The notes were slow and mournful, halting in the wrong places and then skimming along too quickly to the next stanza. There were several different reasons to explain the poorness of the playing. The room was almost completely dark, except for the blue light coming through the half-open window. The room was cold, and the short, sallow fingers that ran along the keys were stiff from the chill and from inexperience. Yet still the melody was a haunting one, beautiful in it a rough-hewn way.
Severus Snape sat at the large dilapidated piano, sprawled uncomfortably on the bench, bending over the keys. He hit another wrong note and hissed a curse, retraced his steps with his fingers, and began the ruined part of the piece again.
A knock on the door silenced him instantly. He slammed the cover down on the keys, placed the usual concealing spell over it, and swept across the room to the desk at the other end. “Come in,” he drawled once he had a quill firmly between his fingers and a look of bored studiousness re-plastered on his long face.
The door opened and Minerva McGonagall entered the room, her face worried, as per usual. “I heard music,” she said after a moment’s silence.
Snape let his eyes roll around the dim chamber. “Really.”
“Yes, I did.” McGonagall seemed bent on discovering the source.
“Well there is obviously no music playing in here. But such occurrences are not unheard of in the elderly; I would suggest you have your hearing checked.” Snape bent back over his work, satisfied that the age card would put her off her persistency.
“Severus,” snapped McGonagall, wounded. But she changed the subject. “I wanted to know, have you had any word from the Malfoy boy?”
Snape blinked lazily. “No. Why?”
“The Department of Admissions has informed me that this year’s payment of tuition for the boy has not been paid. The deadline is nearly past.”
“The Malfoys usually leave the payment of tuition until the last second,” Snape offered. Then, “And why, pray, do you believe that I would have any word from the young Mr. Malfoy?”
“Well, I thought he might have taken you into his confidence. At any rate, you seem to have taken a liking to the boy,” McGonagall defended herself.
“Don’t deny it, Severus, I know you better than you think,” McGonagall said. Perhaps she was attempting to retaliate for the age crack, but Snape did not like it.
“Yes, I do,” McGonagall was getting heated up. “And don’t think that it’s such a crime to like a student, either, Severus. I myself am extremely fond of some in my house, I think it’s only healthy and natural for you to take an interest in yours.”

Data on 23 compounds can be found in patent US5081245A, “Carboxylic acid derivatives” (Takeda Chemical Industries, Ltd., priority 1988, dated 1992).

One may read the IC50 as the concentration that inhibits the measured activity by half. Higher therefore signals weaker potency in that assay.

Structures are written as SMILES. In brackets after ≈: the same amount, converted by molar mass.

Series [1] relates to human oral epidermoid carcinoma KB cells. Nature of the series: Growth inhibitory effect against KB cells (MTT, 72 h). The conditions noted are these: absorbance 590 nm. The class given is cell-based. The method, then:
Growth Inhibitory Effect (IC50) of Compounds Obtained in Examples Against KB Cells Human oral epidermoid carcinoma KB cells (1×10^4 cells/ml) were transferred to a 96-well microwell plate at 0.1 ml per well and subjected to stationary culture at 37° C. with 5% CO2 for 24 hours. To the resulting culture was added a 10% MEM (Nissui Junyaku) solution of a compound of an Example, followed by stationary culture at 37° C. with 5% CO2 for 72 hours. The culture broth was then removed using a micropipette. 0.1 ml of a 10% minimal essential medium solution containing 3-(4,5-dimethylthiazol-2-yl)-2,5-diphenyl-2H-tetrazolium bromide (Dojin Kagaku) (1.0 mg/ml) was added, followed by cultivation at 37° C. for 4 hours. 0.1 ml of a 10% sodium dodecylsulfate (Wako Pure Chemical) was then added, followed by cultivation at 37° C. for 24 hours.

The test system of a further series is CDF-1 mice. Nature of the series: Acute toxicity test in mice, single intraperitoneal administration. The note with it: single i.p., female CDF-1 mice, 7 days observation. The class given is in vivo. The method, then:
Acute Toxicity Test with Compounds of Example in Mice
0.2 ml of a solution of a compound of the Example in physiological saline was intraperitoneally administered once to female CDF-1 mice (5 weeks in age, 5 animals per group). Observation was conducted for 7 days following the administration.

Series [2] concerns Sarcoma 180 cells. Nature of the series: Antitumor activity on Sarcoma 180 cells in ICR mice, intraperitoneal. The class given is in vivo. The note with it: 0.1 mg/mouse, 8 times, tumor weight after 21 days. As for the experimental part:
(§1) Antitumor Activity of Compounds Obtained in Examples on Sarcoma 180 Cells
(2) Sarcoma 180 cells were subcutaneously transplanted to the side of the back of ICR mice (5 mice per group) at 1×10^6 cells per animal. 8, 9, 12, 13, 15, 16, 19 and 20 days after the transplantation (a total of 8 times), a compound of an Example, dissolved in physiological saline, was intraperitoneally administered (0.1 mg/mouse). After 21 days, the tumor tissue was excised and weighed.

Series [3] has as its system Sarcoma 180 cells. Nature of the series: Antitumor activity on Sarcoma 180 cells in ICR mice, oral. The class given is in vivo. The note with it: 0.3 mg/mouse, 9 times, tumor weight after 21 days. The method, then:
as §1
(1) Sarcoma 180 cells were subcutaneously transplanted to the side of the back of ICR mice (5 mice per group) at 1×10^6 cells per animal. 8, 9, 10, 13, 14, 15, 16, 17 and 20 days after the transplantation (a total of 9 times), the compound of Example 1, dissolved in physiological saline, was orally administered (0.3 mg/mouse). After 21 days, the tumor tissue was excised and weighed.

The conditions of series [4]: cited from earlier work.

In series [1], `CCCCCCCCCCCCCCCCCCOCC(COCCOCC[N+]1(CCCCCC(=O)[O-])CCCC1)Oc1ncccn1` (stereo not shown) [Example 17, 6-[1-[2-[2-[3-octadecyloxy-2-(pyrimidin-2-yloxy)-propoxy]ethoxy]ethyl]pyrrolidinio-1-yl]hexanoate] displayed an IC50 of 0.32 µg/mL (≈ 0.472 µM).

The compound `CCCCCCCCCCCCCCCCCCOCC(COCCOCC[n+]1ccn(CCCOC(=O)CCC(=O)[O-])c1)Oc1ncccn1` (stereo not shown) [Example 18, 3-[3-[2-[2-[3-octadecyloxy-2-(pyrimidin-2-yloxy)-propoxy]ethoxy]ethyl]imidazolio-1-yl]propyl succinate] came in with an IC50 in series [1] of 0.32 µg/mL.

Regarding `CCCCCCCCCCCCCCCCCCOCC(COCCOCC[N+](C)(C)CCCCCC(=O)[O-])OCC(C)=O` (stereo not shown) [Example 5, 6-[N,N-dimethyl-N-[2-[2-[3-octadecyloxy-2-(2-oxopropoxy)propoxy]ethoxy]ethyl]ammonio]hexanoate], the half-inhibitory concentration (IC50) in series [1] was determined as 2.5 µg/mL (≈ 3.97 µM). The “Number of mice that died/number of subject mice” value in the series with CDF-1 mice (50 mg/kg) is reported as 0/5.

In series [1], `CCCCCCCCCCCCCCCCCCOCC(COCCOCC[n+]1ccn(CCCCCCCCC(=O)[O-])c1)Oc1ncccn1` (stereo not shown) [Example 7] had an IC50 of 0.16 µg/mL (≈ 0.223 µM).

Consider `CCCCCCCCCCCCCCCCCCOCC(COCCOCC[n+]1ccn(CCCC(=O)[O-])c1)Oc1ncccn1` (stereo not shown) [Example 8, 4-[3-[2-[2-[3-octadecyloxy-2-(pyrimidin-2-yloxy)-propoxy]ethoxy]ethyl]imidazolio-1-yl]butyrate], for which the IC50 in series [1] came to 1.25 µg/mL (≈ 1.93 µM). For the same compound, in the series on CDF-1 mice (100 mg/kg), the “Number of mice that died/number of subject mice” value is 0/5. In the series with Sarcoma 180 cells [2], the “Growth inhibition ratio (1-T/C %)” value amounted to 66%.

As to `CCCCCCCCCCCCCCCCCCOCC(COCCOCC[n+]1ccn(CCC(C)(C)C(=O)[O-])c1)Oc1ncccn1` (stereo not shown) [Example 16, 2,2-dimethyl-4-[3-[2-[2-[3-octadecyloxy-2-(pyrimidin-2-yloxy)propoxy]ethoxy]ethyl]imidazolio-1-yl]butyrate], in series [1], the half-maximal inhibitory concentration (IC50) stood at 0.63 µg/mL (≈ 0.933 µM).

“Thank you for your prescription, Professor. However, much as I enjoy these heart-to-heart discussions, I have work I must finish this side of the school year.” Snape bent lower over his desk to discourage any further conversation. “Please close the door on your way out.”
“Tell me if you hear from the boy,” McGonagall snapped, and turned on her heel to click indignantly from his office. Snape watched the slamming door with a smirk on his pale face. But it was wiped off very quickly as he got back up from his desk.
In reality, he was rather concerned about the Malfoy boy. He had sent an owl to the ancestral manor with a list of some recommended reading, and with it the subtle hint that Hogwarts was waiting for an absentee student. He had received no reply. Not that he had expected one.
A sudden persistent knocking on the pane of his window caused the wizard to turn around. A black owl was flapping crazily at the window, scoring the bubbled glass with its talons. Snape raised his eyebrows. He recognized the bird – it was Narcissa Malfoy’s. Going to the window, he threw it open and the bird dove inside, landing on the back of his chair and flapping several times before settling.
“What have we here,” Snape muttered, extracting the message tied to the owl’s leg. Unfolding it and reading it by the light of the window, he frowned at the words and the obviously frantic pace at which they were written. “Well, well,” he muttered once he had finished.
Draco a Death Eater. The boy was cruel, but he was no killer, of that Snape was certain. And he was a coward. He had witnessed – often unnoticed by anyone – several of Malfoy’s escapades and the outcomes, which usually ended with him turning tail and running away. And while Death Eaters had never been known for their courage or valiancy – here Snape laughed bitterly – there was a definitive degree of bravery that was needed for that post. A degree which Draco Malfoy most certainly did not have.
Snape pulled the black fabric of his sleeve away from his right arm and looked at the Dark Mark, which had been growing bolder and more discernable every day for the past two years. It was a terrible thing to be a Death Eater. Something no boy should have to endure, whatever his parentage.
At least I shall have the occasion to watch him, he thought to himself. Help him, if I can. It was the perfect scheme, Snape had to admit that to himself. Make the boy a Death Eater just before the school year began, then send him to be apprentice to the Death Eater in the school itself. The only thing Snape had to worry about now was how to find the time to teach him what he needed to know without getting caught . . .